The following points are to remind those planning the unit Adventure of some of the major needs to assure high standards of health and safety are met. Review this list and decide who will be responsible for each of them.
PRIOR TO THE EVENT
1. Each member attending the outing must have a current BSA Health Form. This is necessary to be aware of any special medical needs and to be prepared to deal with them.
- Part A: Informed Consent, Release Agreement, and Authorization
- Part B: General Information/Health History (attach a photocopy of the participant’s insurance card)
- Part C: Pre-Participation Physical
2. If you are planning a High Adventure trip, download the associated Risk Advisory or required information.
3. Recommend that each participant have adequate health and accident insurance coverage. Encourage unit accident coverage. A photocopy of the participant’s insurance card should be attached to Part B of the BSA Health Form.
- All leaders need to be current on their Youth Protection Training (valid for two years).
- Arrange for all adults and Boy Scout-age youth to take Hazardous Weather Training on line at my.scouting.org.
- Have leaders take Safe Swim Defense, Safety Afloat, and/or Climb on Safely as needed for planned activities.
- Arrange for survival training for all participants, including seven priorities: (1) STOP- Stop, Think, Observe, Plan, (2) Shelter, (3) Fire, (4) Rest, (5) Signaling, (6) Water, (7) Food. Resource: Wilderness Survival Merit Badge.
- One or more adults need to have first aid training (including hypothermia, hyperthermia, heat problems, blisters, frostbite, hyperventilation, acute altitude sickness, insect stings), and CPR and AED. Contact your council for opportunities for Wilderness First Aid (WFA) courses; these can be taken by adults and youth over age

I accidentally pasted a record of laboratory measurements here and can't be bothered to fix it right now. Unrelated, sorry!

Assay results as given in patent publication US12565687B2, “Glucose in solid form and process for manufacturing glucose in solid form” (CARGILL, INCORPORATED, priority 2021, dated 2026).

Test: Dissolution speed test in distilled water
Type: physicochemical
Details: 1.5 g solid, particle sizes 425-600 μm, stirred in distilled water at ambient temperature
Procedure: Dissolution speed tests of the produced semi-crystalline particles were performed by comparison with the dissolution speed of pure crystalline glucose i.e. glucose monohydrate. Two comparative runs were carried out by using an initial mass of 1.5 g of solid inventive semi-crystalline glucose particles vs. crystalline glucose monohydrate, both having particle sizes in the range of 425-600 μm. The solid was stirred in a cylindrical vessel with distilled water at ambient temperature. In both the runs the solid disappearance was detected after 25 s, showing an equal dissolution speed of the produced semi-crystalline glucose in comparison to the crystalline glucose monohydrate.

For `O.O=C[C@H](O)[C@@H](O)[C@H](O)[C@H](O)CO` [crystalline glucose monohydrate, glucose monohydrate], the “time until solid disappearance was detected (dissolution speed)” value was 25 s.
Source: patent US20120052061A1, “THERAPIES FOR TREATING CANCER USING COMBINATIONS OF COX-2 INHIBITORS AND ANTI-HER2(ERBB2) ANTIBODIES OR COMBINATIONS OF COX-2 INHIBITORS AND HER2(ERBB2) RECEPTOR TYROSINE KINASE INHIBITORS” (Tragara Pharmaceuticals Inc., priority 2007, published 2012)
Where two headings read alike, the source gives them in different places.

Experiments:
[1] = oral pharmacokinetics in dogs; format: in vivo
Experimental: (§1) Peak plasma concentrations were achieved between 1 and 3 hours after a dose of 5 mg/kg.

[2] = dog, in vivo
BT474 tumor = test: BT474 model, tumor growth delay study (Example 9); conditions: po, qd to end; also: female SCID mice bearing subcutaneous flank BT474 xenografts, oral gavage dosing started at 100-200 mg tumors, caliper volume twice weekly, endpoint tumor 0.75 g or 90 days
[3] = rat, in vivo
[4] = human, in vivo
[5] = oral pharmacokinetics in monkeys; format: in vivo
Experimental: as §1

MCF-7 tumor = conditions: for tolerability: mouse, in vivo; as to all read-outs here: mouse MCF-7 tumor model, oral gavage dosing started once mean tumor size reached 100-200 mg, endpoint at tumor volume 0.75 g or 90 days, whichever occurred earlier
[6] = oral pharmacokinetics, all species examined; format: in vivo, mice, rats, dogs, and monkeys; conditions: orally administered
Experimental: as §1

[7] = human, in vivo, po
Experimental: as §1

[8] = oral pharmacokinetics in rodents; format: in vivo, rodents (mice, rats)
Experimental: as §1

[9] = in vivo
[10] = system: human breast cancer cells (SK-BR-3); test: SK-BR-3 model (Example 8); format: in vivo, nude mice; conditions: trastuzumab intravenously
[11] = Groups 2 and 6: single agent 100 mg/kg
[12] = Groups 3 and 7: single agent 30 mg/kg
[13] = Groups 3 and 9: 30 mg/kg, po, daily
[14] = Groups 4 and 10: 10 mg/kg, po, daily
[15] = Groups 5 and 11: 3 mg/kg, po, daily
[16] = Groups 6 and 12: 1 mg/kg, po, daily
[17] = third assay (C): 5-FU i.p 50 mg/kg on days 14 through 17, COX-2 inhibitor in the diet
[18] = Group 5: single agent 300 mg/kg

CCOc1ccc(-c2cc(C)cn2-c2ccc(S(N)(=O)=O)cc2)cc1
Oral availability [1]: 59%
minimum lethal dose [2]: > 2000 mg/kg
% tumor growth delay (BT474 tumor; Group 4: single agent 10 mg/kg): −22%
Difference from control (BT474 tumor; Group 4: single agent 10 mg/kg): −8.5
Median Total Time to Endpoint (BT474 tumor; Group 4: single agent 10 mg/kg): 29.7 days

- Conduct pre-fitness training to get everyone in physical shape for the trip.
5. Plan for adequate leadership- Refer to the Guide to Safe Scouting for leadership requirements for any activity.
Consider the number of youth participants, their age, their training and experience with the type of activity being undertaken, and the degree of difficulty of the outing. Maintain a minimum ration of one adult per 10 youths (and for Cub Scouts, one adult per five youths). Each group must have at least two adults. Observe the Safety Rule of Four: No fewer than four individuals (always with a minimum of two adults) go on any backcountry expedition or campout.
6. Get written Consent Form and Approval by Parent or Legal Guardian for each youth participant. Be sure parents understand what the risks are and what precautions are being taken.
7. Research and know the area in advance, or plan to travel with a guide.
8. Develop an activity program geared to the abilities and experience of the group. See the Boy Scout Handbook, BSA Fieldbook, Venturing Leader Manual, or Cub Scout Leader Book.<
9. Emergency Procedures
- Be alert to weather conditions. Establish procedures for weather emergencies—high winds, heavy snow, excessive rain, lightning, and flooding. Refer to Hazardous Weather training.
- Develop an emergency plan for missing person(s). Search only the immediate area for missing persons and then contact the appropriate authorities if a more excessive search is needed.
10. Proper food, water, and clothing- Plan adequate and nutritious menu items and safe water sources. Make sure every person is properly clothed, especially footwear and headgear, for all possible weather conditions.
11. Develop lines of communication- Let parents know where you are going, when you will leave, where you will leave vehicles, when you expect to return, and whom to contact for emergencies. Establish an emergency contact with a responsible adult in the group’s home community and specify times when an adult on the outing will check in.
For high adventure activities such as a whitewater trip or caving expedition, appoint someone whom the group leader will call once “off trail” so that parents feel comfortable, and as a safety precaution.